# How this DIY High-Speed Probe doesn't reflect signals?

I am reading The Art of Electronics, page 809 and 810, where they show this probe:

Which is a DIY probe, made out of a RG-178 coaxial cable, in series with a 953 ohms resistor.

I wonder why the 953 ohms resistor is needed, won't it reflect any signals entering the 50 ohm, instantaneous impedance, coaxial cable? Is it for limiting the current out of low frequency signals? Or is it just for creating a 20x probe (1k/50R = 20)? Then what's the benefit of a 20x probe and not 10x? For me it looks like a big inductor for high-frequency signals, and the book doesn't specify any special, low inductance, resistors to be used.

• 953 is close to the ideal 950. some resistors are bulk film, some are laser trimmed in a spiral. What is the time constant of 10 nanoHenry and 1,000 ohms? 10 picoSeconds, right? – analogsystemsrf Nov 11 '19 at 3:23
• I know why it's 953 ohms and not 950 ohms, that's not my question, I am questioning why there's a resistor at all. – mFeinstein Nov 11 '19 at 3:25
• So the resistor is to limit the current on the capacitance of the coax? Won't it cause reflections for impedance mismatch? Isn't the loading a part of the 50ohms impedance of the coax? – mFeinstein Nov 11 '19 at 3:37
• @mFeinstein Have you considered the fact that the HC signal already has proper source and termination impedances in the existing board and that this is merely a "tap" used to observe? If you look over HC application notes, you'll see that they use $1\:\text{k}\Omega$, by the way. But you can look at Neil's answer here on EESE for some thoughts. – jonk Nov 11 '19 at 4:03

The resistor will indeed reflect the incoming signals back, but those signals exist in a few mm of IC pin + resistor pin, which have an infinitesimally small inductance. Thus those reflections will not be enough to produce any measurable overshoot.

On the other side of the resistor, a source with ~1kOhm resistance feeding a 50 Ohm cable will create a voltage divider.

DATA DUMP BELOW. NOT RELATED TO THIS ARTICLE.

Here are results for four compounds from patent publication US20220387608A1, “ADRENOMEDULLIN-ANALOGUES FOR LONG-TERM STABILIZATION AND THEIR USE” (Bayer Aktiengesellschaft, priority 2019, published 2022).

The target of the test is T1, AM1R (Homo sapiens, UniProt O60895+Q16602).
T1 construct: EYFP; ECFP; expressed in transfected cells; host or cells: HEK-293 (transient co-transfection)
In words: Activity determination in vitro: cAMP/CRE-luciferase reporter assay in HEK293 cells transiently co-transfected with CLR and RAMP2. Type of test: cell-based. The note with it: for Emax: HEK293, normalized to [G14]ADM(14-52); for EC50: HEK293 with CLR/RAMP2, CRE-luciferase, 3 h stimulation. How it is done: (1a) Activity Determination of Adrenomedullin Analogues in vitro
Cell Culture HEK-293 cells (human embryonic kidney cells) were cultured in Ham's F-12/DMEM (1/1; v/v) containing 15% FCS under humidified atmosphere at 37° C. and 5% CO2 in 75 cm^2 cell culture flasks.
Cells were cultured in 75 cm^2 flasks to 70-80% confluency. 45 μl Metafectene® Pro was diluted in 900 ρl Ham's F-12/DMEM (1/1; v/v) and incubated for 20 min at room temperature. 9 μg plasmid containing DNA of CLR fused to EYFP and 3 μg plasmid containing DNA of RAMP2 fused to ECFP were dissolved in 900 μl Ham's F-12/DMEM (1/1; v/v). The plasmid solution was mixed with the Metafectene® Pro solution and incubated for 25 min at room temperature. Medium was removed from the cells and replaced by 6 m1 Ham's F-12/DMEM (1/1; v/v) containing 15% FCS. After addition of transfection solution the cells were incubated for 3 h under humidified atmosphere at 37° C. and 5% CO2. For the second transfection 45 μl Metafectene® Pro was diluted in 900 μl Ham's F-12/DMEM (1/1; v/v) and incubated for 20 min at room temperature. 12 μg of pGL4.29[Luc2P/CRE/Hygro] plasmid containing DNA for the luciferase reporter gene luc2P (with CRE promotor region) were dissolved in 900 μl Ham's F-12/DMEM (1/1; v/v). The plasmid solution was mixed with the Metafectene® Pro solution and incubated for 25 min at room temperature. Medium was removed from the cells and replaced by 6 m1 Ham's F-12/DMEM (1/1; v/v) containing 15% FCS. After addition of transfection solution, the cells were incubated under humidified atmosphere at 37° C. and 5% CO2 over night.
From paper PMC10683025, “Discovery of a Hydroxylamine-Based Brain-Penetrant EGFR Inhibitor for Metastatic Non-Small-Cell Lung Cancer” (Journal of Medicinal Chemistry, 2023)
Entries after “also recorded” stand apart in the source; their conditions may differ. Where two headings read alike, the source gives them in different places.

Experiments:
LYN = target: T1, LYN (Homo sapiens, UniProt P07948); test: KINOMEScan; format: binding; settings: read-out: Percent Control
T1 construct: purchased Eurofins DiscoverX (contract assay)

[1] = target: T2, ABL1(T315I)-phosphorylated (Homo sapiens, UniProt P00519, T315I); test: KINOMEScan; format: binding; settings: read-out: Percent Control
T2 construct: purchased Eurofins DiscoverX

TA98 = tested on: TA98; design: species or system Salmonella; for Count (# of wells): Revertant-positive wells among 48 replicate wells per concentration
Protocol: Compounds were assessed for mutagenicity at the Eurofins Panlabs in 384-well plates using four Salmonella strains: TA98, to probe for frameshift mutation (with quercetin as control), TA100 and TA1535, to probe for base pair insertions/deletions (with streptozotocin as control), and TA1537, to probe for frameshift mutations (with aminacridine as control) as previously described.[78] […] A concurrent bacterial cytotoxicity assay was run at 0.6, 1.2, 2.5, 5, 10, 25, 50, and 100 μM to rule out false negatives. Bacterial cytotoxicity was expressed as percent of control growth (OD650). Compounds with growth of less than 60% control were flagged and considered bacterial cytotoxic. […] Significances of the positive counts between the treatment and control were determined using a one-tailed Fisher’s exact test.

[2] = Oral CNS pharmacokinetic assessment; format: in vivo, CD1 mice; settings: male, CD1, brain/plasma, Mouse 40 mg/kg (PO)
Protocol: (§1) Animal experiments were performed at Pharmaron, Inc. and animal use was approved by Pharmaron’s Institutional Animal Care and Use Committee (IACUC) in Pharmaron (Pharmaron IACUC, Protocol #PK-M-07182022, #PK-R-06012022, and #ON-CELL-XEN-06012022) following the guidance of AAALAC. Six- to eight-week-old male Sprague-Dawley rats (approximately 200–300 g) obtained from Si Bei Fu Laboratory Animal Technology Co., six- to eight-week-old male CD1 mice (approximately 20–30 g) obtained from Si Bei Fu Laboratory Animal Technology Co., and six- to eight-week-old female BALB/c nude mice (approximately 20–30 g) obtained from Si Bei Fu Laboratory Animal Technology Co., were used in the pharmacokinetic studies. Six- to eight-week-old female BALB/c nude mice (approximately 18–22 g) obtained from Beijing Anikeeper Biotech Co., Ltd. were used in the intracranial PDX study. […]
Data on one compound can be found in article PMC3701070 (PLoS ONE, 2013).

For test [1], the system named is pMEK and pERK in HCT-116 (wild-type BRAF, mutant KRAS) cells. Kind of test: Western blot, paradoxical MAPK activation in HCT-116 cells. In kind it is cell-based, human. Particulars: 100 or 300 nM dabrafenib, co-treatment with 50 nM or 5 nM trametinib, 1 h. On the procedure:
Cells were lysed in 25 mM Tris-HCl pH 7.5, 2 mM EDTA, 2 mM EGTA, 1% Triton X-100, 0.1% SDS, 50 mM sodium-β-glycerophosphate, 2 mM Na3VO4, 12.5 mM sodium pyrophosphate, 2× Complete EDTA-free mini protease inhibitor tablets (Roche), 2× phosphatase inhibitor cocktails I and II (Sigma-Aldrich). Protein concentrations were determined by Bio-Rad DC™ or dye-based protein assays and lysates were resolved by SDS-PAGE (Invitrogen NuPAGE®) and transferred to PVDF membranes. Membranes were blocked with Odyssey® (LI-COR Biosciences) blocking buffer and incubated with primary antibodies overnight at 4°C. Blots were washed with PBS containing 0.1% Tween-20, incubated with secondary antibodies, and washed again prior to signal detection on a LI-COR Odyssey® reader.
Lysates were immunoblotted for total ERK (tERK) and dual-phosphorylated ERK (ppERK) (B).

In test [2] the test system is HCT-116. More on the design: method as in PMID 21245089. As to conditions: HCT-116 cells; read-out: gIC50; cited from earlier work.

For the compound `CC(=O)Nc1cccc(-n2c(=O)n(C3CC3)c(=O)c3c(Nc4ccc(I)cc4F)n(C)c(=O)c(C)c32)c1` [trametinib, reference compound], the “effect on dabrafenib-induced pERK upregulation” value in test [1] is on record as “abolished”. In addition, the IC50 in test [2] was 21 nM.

On the scope side there is a potential that the cable inductance could create an overshoot because of a reflection, but there will be none as the 50 Ohm cable will match the 50 Ohm impedance of the input.

• Although many gave me good insights, I will accept yours as the answer since you were the only one that were concise about the actual content of the core of my question, thanks! – mFeinstein Nov 11 '19 at 17:56
• If I am not mistaken, the small size of the back signal-path will not distort much also because the path won't be as much as a transmission line, as the size of the path won't be close to the size of the rising edge of the signal (unless they are very high-speed signals). – mFeinstein Nov 11 '19 at 17:59

The point of this probe is that the scope has its 50Ω termination enabled. Since the scope input impedance is matched to the cable, there is no reflection from the scope. Once the load side is matched, we don't need to worry about any source-side impedance mismatch; reflections have already been suppressed.

The point of the 950Ω resistor on the input side is simply so that the scope probe presents a 1kΩ load to the circuit, which is a pretty reasonable load, versus a 50Ω load, which is decidedly unreasonable for a measurement device we're adding onto a signal.

Apparently "Art of Electronics" doesn't explain this well (I haven't read that book so I'm just taking your word for it). This type of probe is explained pretty well in the book "High Speed Digital Design: A Handbook of Black Magic", which I have read and I highly recommend. There is also this article by Dr. Howard Johnson, who is one of the authors of the book I just mentioned, which talks about this type of probe and why it's actually superior to any scope probe you can buy.

• Yeah, they don't explain at all, just show some options. The "High Speed Digital Design: A Handbook of Black Magic" is on my waiting list. Wouldn't the probe present a 1050Ω instead? As is the 1kΩ impedance in series with the 50Ω impedance from the cable at high frequencies? – mFeinstein Nov 11 '19 at 5:09
• I prefer to think of the load as "1kΩ ±5%" ;-) Actually, if we're just concerned about the loading, then the difference between a 1kΩ load and a 1.05kΩ load is really inconsequential -- they should both qualify as "has very little effect on the circuit they're measuring". Really the only difference is "super-convenient value that everyone has laying around" (1kΩ) versus "value that provides a nice round number integer-ratio divider" (950Ω). – Mr. Snrub Nov 11 '19 at 8:18
• Yes sure, I was just checking if I wasn't missing something out, calculating the value wrongly – mFeinstein Nov 11 '19 at 15:41